The broken chains at the feet of the Statue of Liberty symbolize freedom and democracy. They also represent the end of slavery in America and the Union victory in the Civil War.
The citizens of France gave "The Statue of Liberty Enlightening the World" to the United States, and the statue was dedicated in 1886. Edouard de Laboulaye was a French abolitionist who led the movement to send the gift. He was the president and co-founder of the French Anti-Slavery Society and wanted to honor the success of the abolitionist movement in America. Laboulaye hoped that these events would inspire the French to fight political oppression in their own country.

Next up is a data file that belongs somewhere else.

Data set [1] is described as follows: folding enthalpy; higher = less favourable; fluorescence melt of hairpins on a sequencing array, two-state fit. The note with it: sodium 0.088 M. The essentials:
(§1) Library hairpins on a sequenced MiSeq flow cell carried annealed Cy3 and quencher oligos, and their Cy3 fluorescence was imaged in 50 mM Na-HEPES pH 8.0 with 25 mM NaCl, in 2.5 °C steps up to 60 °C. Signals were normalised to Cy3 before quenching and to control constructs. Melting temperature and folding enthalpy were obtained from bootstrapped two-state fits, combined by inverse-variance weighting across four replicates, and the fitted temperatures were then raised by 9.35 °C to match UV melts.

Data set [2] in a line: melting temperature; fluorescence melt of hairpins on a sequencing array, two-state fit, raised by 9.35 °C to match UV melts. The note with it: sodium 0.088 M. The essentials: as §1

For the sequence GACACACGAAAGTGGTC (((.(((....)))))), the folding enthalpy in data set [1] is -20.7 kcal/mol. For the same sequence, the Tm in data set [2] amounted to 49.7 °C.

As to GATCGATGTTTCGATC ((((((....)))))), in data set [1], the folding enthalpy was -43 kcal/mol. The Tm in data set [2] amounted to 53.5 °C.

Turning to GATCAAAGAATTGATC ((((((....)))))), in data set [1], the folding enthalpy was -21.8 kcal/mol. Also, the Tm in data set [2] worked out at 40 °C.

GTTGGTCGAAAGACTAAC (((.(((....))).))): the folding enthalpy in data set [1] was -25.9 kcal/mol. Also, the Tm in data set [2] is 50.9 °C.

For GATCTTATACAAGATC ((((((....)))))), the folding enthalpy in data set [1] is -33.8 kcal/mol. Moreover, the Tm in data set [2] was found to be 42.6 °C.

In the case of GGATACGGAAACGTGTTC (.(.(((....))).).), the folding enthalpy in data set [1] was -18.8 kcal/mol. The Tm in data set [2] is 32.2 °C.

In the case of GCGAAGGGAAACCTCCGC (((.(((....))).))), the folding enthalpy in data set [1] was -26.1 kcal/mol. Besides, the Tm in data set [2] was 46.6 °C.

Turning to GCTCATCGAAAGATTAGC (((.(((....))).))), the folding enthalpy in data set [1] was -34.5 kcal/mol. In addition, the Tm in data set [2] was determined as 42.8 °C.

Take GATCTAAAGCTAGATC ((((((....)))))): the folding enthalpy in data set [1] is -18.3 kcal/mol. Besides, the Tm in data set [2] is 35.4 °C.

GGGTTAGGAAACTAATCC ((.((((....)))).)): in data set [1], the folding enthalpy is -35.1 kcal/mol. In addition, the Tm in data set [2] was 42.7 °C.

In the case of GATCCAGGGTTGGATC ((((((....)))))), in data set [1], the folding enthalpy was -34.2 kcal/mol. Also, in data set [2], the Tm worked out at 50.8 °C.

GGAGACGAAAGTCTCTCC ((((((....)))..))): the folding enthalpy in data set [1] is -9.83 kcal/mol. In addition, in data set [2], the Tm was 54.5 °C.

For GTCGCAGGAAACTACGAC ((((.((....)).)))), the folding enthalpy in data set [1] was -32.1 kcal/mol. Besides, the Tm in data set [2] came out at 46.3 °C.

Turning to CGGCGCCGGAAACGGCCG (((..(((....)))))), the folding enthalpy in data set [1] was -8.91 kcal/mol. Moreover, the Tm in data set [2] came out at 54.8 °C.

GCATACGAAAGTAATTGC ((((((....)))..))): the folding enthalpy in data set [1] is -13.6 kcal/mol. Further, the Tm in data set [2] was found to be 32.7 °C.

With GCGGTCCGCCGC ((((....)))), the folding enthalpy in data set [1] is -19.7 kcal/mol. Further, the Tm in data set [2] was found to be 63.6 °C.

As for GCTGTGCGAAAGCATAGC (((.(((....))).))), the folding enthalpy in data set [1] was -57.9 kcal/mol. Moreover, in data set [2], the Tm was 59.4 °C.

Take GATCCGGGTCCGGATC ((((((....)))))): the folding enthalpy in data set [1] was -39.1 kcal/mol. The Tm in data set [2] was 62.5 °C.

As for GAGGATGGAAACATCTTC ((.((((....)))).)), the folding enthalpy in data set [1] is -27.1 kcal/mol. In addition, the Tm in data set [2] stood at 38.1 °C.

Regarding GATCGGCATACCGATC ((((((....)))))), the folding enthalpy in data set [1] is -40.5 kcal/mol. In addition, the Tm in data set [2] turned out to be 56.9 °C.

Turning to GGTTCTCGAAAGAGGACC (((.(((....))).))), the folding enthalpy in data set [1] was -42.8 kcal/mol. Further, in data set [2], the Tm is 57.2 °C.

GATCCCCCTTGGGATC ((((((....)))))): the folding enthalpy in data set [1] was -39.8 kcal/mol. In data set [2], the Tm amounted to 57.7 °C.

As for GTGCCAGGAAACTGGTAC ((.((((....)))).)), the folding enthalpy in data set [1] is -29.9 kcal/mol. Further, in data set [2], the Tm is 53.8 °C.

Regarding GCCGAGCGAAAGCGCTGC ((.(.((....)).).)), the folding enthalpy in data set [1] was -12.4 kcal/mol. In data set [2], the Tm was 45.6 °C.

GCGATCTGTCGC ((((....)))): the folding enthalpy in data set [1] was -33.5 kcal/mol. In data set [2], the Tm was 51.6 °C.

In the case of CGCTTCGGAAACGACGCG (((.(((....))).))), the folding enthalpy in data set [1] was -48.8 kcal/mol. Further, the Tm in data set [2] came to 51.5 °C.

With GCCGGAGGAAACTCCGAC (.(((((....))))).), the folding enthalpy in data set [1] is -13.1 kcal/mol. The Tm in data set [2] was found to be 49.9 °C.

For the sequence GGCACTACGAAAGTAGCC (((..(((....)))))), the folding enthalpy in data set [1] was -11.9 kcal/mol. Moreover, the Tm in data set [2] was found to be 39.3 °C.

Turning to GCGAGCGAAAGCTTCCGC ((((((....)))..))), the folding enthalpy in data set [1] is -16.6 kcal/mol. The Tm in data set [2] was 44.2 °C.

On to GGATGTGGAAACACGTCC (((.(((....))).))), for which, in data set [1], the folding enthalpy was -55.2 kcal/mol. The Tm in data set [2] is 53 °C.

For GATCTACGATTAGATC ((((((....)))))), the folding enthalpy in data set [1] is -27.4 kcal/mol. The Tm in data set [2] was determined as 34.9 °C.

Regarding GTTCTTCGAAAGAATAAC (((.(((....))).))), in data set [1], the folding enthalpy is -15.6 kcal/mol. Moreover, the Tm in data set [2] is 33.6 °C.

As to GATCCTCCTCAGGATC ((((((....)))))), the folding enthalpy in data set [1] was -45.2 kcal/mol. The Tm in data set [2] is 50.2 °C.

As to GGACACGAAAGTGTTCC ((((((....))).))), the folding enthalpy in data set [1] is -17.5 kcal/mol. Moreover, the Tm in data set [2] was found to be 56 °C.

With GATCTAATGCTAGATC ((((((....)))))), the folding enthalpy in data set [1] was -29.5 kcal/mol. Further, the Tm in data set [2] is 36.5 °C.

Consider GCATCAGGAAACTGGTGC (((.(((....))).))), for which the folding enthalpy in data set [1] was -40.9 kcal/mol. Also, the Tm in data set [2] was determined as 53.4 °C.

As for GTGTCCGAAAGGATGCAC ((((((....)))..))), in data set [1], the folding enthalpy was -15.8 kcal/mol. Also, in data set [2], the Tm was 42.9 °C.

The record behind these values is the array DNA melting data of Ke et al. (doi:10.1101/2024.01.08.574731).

African Americans did not embrace the Statue of Liberty as a symbol of freedom because they were still discriminated against in American society. They saw the statue as ironic because they did not share the same freedoms as Caucasian Americans. The African-American historian and civil rights activist W.E.B Du Bois expressed in his autobiography that when he saw the statue, he did not feel the sense of hope that white immigrants got when they sailed by. It would take almost 100 years for African Americans to gain the same civil rights as Caucasian people.